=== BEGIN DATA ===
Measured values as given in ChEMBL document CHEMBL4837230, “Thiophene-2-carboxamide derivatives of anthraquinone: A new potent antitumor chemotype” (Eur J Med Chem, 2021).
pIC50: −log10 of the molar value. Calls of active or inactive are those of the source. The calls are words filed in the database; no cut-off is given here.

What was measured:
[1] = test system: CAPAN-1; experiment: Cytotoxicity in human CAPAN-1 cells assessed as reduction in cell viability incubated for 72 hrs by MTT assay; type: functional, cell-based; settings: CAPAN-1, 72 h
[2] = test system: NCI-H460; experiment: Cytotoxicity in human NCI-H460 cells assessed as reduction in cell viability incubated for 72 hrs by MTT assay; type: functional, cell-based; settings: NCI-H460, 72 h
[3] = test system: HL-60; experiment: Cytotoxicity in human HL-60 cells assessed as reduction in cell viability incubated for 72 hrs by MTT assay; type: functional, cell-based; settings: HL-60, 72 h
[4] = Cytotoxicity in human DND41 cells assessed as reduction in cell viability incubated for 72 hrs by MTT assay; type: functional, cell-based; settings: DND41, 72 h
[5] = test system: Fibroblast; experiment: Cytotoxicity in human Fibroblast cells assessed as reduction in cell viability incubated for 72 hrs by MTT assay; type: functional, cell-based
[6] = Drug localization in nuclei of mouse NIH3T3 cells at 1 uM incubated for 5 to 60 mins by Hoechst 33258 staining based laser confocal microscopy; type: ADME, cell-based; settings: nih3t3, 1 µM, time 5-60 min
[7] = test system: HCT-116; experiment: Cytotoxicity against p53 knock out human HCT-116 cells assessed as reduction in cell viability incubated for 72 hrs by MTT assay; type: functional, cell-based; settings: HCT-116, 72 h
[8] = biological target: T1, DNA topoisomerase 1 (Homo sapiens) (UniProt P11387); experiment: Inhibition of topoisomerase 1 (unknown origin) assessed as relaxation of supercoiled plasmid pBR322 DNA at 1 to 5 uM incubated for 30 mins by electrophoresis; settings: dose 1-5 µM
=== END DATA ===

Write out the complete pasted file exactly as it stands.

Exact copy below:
Measured values as given in ChEMBL document CHEMBL4837230, “Thiophene-2-carboxamide derivatives of anthraquinone: A new potent antitumor chemotype” (Eur J Med Chem, 2021).
pIC50: −log10 of the molar value. Calls of active or inactive are those of the source. The calls are words filed in the database; no cut-off is given here.

What was measured:
[1] = test system: CAPAN-1; experiment: Cytotoxicity in human CAPAN-1 cells assessed as reduction in cell viability incubated for 72 hrs by MTT assay; type: functional, cell-based; settings: CAPAN-1, 72 h
[2] = test system: NCI-H460; experiment: Cytotoxicity in human NCI-H460 cells assessed as reduction in cell viability incubated for 72 hrs by MTT assay; type: functional, cell-based; settings: NCI-H460, 72 h
[3] = test system: HL-60; experiment: Cytotoxicity in human HL-60 cells assessed as reduction in cell viability incubated for 72 hrs by MTT assay; type: functional, cell-based; settings: HL-60, 72 h
[4] = Cytotoxicity in human DND41 cells assessed as reduction in cell viability incubated for 72 hrs by MTT assay; type: functional, cell-based; settings: DND41, 72 h
[5] = test system: Fibroblast; experiment: Cytotoxicity in human Fibroblast cells assessed as reduction in cell viability incubated for 72 hrs by MTT assay; type: functional, cell-based
[6] = Drug localization in nuclei of mouse NIH3T3 cells at 1 uM incubated for 5 to 60 mins by Hoechst 33258 staining based laser confocal microscopy; type: ADME, cell-based; settings: nih3t3, 1 µM, time 5-60 min
[7] = test system: HCT-116; experiment: Cytotoxicity against p53 knock out human HCT-116 cells assessed as reduction in cell viability incubated for 72 hrs by MTT assay; type: functional, cell-based; settings: HCT-116, 72 h
[8] = biological target: T1, DNA topoisomerase 1 (Homo sapiens) (UniProt P11387); experiment: Inhibition of topoisomerase 1 (unknown origin) assessed as relaxation of supercoiled plasmid pBR322 DNA at 1 to 5 uM incubated for 30 mins by electrophoresis; settings: dose 1-5 µM